My husband and I both grew up on the East Coast (suburbs of Philadelphia for him, suburbs of Washington, DC for me). We live in Los Angeles now but go back home several times a year. We’re at the age now where everyone we know is getting married, so the visits home have been more frequent the past few years for all the weddings.
A few weekends ago we flew back to Ross’s hometown of Doylestown, a sleepy and picturesque suburb of Philadelphia, for his friend’s wedding. Doylestown is very idyllic and much more rural than from where I grew up. It’s a very old town with beautiful homes (some from the 18th and 19th centuries), with a cute downtown area with lots of restaurants.
When we first started dating, I would visit him in Doylestown during the summer between semesters in college and he took me to his favorite spots, which have become my favorites as well. During this trip back home, we visited a few favorites and tried a new restaurant.
Annie’s Water Ice
Water ice is a regional Philadelphia thing, different than snow cones and shave ice. It has a finer, almost liquidy texture with the subtle granular texture of finely shaved ice. It is not the same as Italian ice.
Annie’s has been around forever in Doylestown, since Ross was a kid. They always have a bunch of different fruit flavors on the menu, and you can get a gelati, which is water ice layered with soft-serve ice cream. It’s really cheap too. A few years ago they had a strawberry lemonade flavor and it was SO refreshing and tasty but I’ve never seen the flavor pop up again. This most recent visit, they had strawberry available (which is rare!) so I had to order that.
Pictured: Strawberry gelati with vanilla soft-serve. Price varies depending on size and toppings. $1.50-$5
Another local favorite, mainly known for their soft-serve ice cream drowning in rainbow sprinkles (or jimmies, but where I grew up they were called sprinkles!). They sell other typical American fast-food fare like burgers, hot dogs, fries, etc., but we come here for the massive soft serve cones.
After eating some ice cream, take a walk on the bridge that crosses over to New Jersey! It’s a very scenic walk over the Delaware River.
Pictured: Soft serve twist cone with rainbow sprinkles. Price varies depending on size and toppings. $2-$4
Pizza in Los Angeles just doesn’t taste the same as it does on the East Coast. Maybe it’s because there isn’t a dense concentration of Italian-Americans here as there is in the major cities of the East Coast like New York and Philadelphia. Pizza in LA tends to be pretty meh at its best, and horribly disgusting at its worst. California Pizza Kitchen was created here after all, and who really thinks that CPK makes authentic pizza?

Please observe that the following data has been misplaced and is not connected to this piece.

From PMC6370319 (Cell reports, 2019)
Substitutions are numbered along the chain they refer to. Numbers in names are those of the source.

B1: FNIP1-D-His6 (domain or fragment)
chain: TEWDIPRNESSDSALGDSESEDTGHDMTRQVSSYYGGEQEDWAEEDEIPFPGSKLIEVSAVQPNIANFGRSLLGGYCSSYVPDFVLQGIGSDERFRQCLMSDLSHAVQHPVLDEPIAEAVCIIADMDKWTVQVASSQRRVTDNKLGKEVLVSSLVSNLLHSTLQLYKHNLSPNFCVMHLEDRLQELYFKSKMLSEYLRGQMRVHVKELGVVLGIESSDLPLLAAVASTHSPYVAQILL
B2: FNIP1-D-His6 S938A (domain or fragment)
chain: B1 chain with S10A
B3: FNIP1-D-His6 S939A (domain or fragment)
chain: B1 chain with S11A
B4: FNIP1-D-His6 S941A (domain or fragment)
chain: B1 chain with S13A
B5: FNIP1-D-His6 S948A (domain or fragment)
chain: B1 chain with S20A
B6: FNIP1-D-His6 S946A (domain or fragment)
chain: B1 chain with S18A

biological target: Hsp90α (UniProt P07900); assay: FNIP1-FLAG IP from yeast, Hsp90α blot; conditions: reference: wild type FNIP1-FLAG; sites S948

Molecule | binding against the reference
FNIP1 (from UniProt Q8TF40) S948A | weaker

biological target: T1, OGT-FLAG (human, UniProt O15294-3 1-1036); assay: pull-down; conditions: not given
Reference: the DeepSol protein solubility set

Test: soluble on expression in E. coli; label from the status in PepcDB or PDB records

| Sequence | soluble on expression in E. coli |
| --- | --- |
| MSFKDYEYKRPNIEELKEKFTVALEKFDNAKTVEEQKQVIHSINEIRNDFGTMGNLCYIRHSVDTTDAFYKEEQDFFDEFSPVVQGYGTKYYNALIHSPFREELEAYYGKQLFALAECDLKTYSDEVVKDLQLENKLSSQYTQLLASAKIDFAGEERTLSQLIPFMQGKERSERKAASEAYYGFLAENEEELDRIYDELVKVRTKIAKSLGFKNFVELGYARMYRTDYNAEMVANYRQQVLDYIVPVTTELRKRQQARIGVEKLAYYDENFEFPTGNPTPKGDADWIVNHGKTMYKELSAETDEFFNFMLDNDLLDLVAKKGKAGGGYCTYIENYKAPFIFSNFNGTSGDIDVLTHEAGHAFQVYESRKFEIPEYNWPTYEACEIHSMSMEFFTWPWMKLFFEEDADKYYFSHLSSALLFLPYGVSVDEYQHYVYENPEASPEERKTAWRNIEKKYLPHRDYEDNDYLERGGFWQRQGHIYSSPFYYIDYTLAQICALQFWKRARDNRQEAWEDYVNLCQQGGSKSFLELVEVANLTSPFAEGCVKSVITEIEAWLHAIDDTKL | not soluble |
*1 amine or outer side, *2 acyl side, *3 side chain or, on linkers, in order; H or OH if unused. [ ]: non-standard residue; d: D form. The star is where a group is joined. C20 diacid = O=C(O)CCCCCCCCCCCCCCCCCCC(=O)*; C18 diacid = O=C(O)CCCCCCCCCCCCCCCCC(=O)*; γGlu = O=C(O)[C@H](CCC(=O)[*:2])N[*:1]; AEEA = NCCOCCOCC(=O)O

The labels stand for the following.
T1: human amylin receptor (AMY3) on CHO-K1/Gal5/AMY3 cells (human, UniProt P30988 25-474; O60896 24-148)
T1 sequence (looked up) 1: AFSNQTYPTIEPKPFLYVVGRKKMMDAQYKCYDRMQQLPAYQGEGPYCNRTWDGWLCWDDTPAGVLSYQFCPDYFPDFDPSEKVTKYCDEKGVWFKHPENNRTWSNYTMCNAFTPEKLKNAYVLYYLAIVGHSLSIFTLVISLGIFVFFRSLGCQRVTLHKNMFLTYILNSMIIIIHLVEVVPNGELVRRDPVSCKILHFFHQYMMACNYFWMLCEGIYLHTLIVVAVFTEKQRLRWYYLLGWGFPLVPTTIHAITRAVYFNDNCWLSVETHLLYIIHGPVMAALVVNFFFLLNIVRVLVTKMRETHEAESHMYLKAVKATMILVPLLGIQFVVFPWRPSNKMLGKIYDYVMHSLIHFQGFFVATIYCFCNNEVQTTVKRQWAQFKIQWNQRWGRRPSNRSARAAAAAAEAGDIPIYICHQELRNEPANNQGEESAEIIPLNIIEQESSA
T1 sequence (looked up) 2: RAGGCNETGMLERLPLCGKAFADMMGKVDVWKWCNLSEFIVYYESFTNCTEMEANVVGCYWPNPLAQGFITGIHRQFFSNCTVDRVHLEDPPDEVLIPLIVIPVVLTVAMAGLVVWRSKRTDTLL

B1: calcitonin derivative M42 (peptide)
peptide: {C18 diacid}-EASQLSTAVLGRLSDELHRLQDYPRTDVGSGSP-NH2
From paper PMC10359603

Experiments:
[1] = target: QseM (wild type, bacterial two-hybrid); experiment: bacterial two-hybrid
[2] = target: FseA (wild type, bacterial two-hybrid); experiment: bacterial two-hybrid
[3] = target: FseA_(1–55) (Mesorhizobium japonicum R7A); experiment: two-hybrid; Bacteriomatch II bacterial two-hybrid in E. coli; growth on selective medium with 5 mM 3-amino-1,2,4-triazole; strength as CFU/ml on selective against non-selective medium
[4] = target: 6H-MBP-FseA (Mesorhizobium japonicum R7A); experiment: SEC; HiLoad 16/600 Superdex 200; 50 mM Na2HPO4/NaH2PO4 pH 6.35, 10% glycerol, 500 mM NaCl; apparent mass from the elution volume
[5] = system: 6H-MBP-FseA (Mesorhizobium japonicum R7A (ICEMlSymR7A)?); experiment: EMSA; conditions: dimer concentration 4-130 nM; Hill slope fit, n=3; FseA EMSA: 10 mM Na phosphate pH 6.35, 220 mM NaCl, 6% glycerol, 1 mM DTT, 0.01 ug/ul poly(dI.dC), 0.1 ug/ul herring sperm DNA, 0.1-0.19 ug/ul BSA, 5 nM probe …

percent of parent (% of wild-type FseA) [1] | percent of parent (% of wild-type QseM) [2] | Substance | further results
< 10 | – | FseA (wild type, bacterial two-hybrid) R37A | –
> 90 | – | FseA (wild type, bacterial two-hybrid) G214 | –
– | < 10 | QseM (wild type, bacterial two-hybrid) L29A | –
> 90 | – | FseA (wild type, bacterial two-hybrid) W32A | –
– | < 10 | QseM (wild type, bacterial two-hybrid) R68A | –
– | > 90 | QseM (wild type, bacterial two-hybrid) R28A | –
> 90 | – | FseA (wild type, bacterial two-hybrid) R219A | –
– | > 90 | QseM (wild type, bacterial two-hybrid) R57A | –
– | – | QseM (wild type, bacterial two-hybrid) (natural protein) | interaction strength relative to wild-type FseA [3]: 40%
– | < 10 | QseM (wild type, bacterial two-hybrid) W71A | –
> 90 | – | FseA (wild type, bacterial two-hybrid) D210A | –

Ross grew up with multiple local pizza places in Doylestown and he took me to Pina’s early on in our relationship; I guess even then he knew how to win me over with food. I always go for a cheese slice and some (okay, a LOT of) garlic knots.
This is not the paper thin, crispy “flatbread” you can get in a lot of LA restaurants (flatbread =/= pizza) nor is it that really doughy, bread-heavy dense stuff you get from the major chains like Domino’s. It’s got the right thickness, not too much crust, and a good balance of tomato sauce and cheese.
Their garlic knots are also addictive, and I could pretty much eat several orders of them.
Pictured: an assortment of slices, including plain cheese, pepperoni, baked ziti, broccoli and cheese, and garlic knots. Price: varies, starting at $3.
Forest and Main
My sister-in-law lives in another suburb of Philadelphia close to Doylestown, and we went to dinner with family in downtown Ambler, which is a very cozy and cute area with lots of restaurants, cafes, and an arthouse theater.
Forest and Main is a brewpub restaurant converted from an old rowhome and is adorably decorated. I wish I had taken more photos of it but it has a really quaint charm to it. It serves a small rotating menu of New American cuisine and a craft beer menu.
For appetizers, the table shared a white bean dip/veggie plate and onion rings.
Ross ordered the tofu banh mi with fries, and I ordered the vegetarian chili with cornbread and honey butter on the side. The tofu banh mi was not too authentic; it was more like an American-style sandwich with some mild Asian flavors. Ross said it was still good though, but obviously not similar to a banh mi you would get at a Vietnamese banh mi shop. The fries were great (I love French fries). They were crispy on the outside, with soft interiors and a nice crunch to them. The aioli dip was a nice touch as well.
My vegetarian chili was very hearty, super filling without any meat. There were several kinds of beans and chopped up summer squashes and zucchini. The cornbread and honey butter (not pictured) that accompanied it was also quite good. The cornbread had a crispy outer to it which makes me wonder if they cook it using a cast-iron pan.
A bucket of fries. Anytime I get fries in a giant bucket, I’m happy.
Prices: Snacks, $3-$8, entrees, $8-$14.
There are a couple other places in Doylestown that I like but our trip home this time was so brief we were only able to go to these places. Next time, though!